Hydra Market, one of the dark web’s oldest and largest marketplaces, was taken offline yesterday. A joint operation by US and German law enforcement agencies saw the servers that ran the market seized along with $25m in cryptocurrencies.
Founded in 2015 in Russia, Hydra had 17 million users at the time of closure, and has been the largest market on the dark web since the closure of RAMP, the Russian Anonymous Marketplace, in 2017. Its annual transaction volumes skyrocketed from $9.4m in BTC in 2016 to $1.37bn in 2020, according to a report by cybersecurity company Flashpoint, which says the market’s focus was on trading in illegal narcotics, data, forged documents and digital services.
Officials in the US and Germany hope that closing down Hydra will send a clear message to cybercriminals that they can no longer hide their illicit activities on the dark web. “Our actions send a message today to criminals that you cannot hide on the dark net or its forums, and you cannot hide in Russia or anywhere else in the world,” said US Treasury Secretary Janet L Yellen. “In coordination with allies and partners, like Germany and Estonia, we will continue to disrupt these networks.”
Hydra’s removal will disrupt cybercrime across the globe, albeit temporarily. Criminals will be scrambling to find new places to buy and sell information, experts told Tech Monitor.
How Hydra was shut down
The sting was the culmination of an operation which began in August last year, and saw Hydra’s servers in Germany seized, taking the marketplace offline. The law enforcement agencies also announced the termination of a currency exchange called Garantex, which was a key money laundering site for cybercrime, particularly ransomware. More than $100m in transactions on Garantex have been linked with illicit actions and dark markets, including $6m from the notorious Conti ransomware gang, the US Treasury said.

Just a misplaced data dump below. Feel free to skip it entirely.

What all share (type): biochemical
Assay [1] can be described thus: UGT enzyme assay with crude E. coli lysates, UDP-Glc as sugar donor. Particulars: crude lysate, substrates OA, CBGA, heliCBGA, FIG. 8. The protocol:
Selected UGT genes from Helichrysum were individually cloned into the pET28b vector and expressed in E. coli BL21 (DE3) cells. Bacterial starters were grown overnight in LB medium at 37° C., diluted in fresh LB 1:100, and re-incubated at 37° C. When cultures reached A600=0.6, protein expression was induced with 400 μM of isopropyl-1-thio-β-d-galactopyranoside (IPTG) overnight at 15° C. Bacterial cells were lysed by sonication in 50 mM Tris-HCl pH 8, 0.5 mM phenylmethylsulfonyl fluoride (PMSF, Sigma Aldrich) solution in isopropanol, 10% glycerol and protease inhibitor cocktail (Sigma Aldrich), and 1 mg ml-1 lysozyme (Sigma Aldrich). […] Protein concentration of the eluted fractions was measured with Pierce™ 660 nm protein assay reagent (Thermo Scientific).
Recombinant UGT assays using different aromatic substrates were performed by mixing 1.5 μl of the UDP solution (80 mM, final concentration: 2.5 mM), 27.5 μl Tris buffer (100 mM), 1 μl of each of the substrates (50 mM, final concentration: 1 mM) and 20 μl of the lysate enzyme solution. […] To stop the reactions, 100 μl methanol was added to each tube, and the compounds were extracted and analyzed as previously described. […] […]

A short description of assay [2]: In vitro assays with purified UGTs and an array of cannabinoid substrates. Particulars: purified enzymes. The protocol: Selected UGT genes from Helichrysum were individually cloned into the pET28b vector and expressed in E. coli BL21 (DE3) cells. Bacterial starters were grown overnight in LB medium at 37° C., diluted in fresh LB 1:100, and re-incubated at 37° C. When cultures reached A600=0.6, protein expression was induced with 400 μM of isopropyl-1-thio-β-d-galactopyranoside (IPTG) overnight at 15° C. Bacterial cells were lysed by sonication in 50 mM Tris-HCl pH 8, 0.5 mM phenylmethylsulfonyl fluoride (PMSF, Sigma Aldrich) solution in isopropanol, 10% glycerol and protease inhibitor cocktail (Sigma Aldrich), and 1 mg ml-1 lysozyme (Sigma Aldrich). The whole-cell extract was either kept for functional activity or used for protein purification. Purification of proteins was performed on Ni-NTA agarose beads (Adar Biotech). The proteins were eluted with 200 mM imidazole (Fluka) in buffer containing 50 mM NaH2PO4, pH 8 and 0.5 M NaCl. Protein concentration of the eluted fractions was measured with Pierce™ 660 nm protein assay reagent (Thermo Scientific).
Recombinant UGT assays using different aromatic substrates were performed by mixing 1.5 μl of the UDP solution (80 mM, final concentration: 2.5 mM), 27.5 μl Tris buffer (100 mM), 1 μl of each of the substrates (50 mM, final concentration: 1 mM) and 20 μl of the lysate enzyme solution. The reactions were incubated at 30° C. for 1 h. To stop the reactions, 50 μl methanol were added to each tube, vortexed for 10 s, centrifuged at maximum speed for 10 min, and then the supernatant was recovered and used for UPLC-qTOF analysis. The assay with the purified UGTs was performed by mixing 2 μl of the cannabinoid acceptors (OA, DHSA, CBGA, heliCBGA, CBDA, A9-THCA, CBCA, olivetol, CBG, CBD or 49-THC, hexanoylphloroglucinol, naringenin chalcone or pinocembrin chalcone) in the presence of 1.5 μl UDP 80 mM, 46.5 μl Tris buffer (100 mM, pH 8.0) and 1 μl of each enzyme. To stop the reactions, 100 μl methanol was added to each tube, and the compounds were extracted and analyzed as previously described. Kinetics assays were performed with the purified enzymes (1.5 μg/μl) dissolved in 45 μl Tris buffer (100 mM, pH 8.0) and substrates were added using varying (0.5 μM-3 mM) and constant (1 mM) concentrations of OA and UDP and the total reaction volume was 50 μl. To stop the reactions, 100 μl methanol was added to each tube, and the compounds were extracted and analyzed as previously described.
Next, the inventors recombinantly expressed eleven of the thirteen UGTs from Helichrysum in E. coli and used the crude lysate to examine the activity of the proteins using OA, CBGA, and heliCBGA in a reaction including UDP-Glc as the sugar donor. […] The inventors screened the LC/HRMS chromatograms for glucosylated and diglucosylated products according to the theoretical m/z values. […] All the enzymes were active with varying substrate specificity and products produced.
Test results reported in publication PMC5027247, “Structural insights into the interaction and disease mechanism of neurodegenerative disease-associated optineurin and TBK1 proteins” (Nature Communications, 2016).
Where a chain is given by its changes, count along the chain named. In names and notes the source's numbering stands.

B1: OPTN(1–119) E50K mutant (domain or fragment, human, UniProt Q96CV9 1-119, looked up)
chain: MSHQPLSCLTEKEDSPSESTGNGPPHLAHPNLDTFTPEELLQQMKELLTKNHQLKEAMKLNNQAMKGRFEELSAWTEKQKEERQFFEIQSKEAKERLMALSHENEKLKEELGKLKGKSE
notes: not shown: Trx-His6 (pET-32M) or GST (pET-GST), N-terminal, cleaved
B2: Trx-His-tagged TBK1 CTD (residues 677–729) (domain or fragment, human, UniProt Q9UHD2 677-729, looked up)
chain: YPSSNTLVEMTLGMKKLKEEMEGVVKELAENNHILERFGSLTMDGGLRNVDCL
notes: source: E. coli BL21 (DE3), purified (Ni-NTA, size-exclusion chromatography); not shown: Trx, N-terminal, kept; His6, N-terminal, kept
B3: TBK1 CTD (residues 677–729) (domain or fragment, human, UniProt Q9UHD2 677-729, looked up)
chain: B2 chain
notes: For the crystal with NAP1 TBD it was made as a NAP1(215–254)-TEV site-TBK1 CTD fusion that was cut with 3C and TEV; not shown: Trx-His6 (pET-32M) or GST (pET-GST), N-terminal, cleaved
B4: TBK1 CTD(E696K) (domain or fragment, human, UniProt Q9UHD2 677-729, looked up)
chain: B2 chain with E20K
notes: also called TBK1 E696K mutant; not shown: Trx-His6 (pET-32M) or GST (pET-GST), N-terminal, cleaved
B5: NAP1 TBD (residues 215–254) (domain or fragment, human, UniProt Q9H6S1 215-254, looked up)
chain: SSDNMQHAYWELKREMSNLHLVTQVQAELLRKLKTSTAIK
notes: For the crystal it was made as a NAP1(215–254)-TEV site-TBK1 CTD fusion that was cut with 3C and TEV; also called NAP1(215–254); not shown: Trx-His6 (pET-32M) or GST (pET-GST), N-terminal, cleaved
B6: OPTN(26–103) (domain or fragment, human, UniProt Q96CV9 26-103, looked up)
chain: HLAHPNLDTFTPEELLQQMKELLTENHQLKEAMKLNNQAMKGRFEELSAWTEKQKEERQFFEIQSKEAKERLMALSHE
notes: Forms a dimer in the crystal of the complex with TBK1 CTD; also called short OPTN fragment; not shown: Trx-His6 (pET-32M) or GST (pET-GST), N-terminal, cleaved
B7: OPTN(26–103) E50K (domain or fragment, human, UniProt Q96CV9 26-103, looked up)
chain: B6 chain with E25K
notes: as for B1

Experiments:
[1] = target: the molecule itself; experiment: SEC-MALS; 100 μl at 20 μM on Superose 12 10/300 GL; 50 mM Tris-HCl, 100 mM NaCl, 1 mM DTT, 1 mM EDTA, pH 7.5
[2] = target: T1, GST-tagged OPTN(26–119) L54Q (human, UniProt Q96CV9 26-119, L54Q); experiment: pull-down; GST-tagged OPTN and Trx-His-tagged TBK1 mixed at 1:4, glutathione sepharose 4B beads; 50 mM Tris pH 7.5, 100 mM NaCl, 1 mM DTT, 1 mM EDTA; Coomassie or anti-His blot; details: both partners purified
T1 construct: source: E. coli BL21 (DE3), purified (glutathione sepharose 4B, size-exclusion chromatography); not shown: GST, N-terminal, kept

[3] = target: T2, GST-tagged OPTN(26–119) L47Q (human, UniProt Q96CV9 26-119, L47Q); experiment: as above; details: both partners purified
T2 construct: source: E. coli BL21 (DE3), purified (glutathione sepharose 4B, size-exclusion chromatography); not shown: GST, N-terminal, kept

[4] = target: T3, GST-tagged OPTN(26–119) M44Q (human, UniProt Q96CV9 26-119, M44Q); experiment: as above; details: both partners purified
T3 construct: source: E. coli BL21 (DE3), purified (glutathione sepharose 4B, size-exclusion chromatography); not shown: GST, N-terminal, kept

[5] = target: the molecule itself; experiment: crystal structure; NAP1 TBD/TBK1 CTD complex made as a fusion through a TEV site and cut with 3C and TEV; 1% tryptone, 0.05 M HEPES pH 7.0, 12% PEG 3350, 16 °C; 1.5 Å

Now that these services have been shut down, law enforcement agencies will be looking to identify the “unknown operators and administrators” of Hydra, who were operational on the marketplace. Already the US Treasury’s Office of Foreign Assets Control has added over 100 digital currency addresses from Hydra and Garantex to the specially designated nationals list, which details foreign nationals suspected of criminal activity who are barred from doing business with any US citizen. However, as of yet, there have been no arrests.
How will Hydra’s closure affect the cybercrime landscape?
Seizing Hydra is a significant step in the fight against cybercrime, says Louise Ferrett, threat intelligence analyst at Searchlight Security. “I think it’s definitely sending a message that these crackdowns, which have been coming pretty frequently in the last couple of years, are going to continue,” she says. “They’re not going for small targets or easy ones. They are going for the large institutions because, if they see a player as big as Hydra getting taken down, that shakes everyone’s faith in the whole ecosystem.”
The closure of Hydra could deter people who are considering turning to online criminal activities, particularly those impacted by the war in Ukraine, argues Etay Maor, senior director of security strategy at Cato Networks. “I think we’re going to see a rise in the number of people participating in [cybercrime] because of the situation in Ukraine and Russia,” he says. “Some of the people in Ukraine are talented, they have lost their homes, and need to provide for their families.”
He continues: “If you are an IT guy and you know how to do some of this stuff, maybe you’ll be inclined to move a little bit to the darker side of security. With inflation, prices are going up, and this kind of uncertainty can push regular people into these areas. If [the takedown of Hydra] serves as a deterrent to that, then I am extremely happy,” he says.
Will a new dark web marketplace replace Hydra?
The closure of Hydra is likely to disrupt the selling of illicit malware used in ransomware attacks, continues Ferrett, meaning a temporary lull in the number of cyberattacks being attempted could follow. “They were selling a lot of malware and that sort of thing so there will be a slight lull in that for a time, definitely,” she says. “That might affect [the volume of cyberattacks] if there’s difficulty in buying certain types of malware.”
But any lull in the number of cyberattacks is likely to be short-lived, Ferrett adds. “It’s almost inevitable that there will be a new source to purchase those things from,” she says. “These people are well-connected – they will seek out other places and probably be able to find them.”